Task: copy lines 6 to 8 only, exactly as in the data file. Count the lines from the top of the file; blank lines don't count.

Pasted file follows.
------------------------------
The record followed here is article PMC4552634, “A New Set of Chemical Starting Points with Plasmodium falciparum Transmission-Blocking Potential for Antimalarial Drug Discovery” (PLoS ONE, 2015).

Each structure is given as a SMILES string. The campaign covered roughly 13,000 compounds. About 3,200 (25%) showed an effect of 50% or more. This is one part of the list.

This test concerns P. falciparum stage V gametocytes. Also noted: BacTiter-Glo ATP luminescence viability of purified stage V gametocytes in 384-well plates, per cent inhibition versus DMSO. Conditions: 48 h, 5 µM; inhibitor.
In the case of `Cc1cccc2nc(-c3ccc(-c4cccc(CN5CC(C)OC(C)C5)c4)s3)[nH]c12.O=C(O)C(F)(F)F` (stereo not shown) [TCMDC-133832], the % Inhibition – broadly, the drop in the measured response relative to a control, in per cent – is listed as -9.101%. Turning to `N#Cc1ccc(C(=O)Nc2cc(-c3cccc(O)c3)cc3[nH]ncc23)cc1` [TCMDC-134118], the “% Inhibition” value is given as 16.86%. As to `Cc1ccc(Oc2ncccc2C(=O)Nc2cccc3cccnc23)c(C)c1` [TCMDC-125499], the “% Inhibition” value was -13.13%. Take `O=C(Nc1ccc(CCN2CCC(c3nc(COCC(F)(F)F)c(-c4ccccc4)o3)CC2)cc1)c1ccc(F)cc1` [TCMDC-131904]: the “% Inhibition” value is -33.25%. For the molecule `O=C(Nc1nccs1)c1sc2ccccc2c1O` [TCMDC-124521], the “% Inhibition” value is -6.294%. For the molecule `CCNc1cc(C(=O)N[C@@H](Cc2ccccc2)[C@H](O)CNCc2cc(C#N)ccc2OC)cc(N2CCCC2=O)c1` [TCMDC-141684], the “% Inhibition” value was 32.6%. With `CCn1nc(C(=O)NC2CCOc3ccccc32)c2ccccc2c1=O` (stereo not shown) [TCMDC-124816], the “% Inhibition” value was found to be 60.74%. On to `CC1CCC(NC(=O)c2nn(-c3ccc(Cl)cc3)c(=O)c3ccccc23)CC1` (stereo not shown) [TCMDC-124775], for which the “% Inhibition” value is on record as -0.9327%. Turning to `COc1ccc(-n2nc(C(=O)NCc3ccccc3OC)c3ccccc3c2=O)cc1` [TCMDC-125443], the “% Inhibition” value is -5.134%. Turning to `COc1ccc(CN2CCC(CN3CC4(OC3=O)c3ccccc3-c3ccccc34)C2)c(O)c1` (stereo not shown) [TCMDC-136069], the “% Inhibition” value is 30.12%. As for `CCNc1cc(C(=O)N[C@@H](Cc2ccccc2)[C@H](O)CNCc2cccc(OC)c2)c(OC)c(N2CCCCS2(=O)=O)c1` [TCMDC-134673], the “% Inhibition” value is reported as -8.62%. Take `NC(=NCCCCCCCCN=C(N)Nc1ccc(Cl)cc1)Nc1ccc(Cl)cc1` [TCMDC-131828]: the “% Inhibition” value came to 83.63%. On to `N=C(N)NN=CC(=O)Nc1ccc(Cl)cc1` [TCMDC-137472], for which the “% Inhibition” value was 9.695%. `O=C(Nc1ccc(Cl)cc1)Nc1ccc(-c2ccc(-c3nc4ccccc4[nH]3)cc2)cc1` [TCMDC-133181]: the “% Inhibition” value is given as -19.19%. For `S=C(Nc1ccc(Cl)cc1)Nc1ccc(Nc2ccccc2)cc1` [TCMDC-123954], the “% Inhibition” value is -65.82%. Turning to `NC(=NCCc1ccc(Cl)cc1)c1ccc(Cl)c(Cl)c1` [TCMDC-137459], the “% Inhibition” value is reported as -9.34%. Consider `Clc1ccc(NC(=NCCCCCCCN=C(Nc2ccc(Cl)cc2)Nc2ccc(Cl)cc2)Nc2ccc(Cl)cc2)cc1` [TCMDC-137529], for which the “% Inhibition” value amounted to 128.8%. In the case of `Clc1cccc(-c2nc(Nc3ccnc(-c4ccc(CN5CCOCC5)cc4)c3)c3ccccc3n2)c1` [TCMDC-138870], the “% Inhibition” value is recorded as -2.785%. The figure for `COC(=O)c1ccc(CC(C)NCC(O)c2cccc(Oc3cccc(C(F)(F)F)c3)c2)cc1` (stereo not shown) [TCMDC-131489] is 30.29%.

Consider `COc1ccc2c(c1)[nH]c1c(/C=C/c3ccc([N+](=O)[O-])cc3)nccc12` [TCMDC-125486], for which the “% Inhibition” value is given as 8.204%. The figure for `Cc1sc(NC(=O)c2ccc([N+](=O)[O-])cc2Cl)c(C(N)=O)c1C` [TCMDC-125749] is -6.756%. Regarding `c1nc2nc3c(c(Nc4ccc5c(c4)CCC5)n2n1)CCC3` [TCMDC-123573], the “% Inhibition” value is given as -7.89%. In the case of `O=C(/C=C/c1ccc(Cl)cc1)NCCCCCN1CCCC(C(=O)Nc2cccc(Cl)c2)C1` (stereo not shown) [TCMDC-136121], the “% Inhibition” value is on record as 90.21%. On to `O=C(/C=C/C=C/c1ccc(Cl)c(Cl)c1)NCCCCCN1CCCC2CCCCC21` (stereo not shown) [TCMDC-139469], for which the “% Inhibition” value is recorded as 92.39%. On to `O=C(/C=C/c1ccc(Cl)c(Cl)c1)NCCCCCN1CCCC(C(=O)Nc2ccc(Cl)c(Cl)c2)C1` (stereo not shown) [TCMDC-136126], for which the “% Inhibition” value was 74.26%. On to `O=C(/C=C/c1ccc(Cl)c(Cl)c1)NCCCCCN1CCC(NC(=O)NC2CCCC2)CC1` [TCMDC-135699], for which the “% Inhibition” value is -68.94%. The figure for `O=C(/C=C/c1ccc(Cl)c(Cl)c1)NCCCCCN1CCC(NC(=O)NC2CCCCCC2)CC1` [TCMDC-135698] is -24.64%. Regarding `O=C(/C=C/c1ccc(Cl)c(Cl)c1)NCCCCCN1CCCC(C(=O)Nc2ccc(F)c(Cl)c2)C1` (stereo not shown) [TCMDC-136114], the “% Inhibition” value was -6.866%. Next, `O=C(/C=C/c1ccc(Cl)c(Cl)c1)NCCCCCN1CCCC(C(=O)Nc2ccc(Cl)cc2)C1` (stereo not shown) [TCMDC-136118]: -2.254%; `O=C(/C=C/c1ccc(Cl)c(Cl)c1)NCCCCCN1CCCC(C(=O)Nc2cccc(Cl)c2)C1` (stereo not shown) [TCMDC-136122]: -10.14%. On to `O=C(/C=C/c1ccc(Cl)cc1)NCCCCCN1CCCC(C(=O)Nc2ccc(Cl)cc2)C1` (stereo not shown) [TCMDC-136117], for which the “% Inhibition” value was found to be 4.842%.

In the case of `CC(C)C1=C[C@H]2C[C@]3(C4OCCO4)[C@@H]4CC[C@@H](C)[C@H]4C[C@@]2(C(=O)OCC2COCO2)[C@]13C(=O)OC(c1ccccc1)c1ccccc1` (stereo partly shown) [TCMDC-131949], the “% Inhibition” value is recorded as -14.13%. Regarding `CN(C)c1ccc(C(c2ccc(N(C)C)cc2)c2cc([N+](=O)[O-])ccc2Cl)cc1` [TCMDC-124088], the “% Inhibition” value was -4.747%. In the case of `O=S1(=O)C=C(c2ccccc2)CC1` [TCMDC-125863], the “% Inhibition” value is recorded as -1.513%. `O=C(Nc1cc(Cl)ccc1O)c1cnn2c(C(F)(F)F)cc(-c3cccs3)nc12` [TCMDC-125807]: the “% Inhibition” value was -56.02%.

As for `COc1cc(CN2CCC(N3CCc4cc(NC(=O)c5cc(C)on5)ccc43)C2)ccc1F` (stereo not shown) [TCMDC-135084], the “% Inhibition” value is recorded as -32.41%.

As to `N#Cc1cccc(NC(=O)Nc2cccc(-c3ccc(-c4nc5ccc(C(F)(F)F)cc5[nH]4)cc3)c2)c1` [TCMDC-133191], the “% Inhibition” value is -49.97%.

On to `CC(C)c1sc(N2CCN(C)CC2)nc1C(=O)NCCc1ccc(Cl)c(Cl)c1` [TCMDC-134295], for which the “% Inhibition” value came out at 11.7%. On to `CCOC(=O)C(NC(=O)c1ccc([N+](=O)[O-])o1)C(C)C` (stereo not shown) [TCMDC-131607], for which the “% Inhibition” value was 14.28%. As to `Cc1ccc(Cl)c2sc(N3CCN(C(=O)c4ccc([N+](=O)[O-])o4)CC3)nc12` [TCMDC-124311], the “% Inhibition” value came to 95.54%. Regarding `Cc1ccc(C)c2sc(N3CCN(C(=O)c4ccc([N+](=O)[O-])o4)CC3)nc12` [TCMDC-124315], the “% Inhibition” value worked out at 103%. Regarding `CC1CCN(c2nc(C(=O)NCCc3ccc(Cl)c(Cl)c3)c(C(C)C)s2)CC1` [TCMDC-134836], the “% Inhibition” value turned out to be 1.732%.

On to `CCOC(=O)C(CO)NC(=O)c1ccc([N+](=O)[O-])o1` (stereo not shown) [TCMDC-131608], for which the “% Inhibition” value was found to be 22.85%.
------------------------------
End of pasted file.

In the case of `CC(C)C1=C[C@H]2C[C@]3(C4OCCO4)[C@@H]4CC[C@@H](C)[C@H]4C[C@@]2(C(=O)OCC2COCO2)[C@]13C(=O)OC(c1ccccc1)c1ccccc1` (stereo partly shown) [TCMDC-131949], the “% Inhibition” value is recorded as -14.13%. Regarding `CN(C)c1ccc(C(c2ccc(N(C)C)cc2)c2cc([N+](=O)[O-])ccc2Cl)cc1` [TCMDC-124088], the “% Inhibition” value was -4.747%. In the case of `O=S1(=O)C=C(c2ccccc2)CC1` [TCMDC-125863], the “% Inhibition” value is recorded as -1.513%. `O=C(Nc1cc(Cl)ccc1O)c1cnn2c(C(F)(F)F)cc(-c3cccs3)nc12` [TCMDC-125807]: the “% Inhibition” value was -56.02%.

As for `COc1cc(CN2CCC(N3CCc4cc(NC(=O)c5cc(C)on5)ccc43)C2)ccc1F` (stereo not shown) [TCMDC-135084], the “% Inhibition” value is recorded as -32.41%.

As to `N#Cc1cccc(NC(=O)Nc2cccc(-c3ccc(-c4nc5ccc(C(F)(F)F)cc5[nH]4)cc3)c2)c1` [TCMDC-133191], the “% Inhibition” value is -49.97%.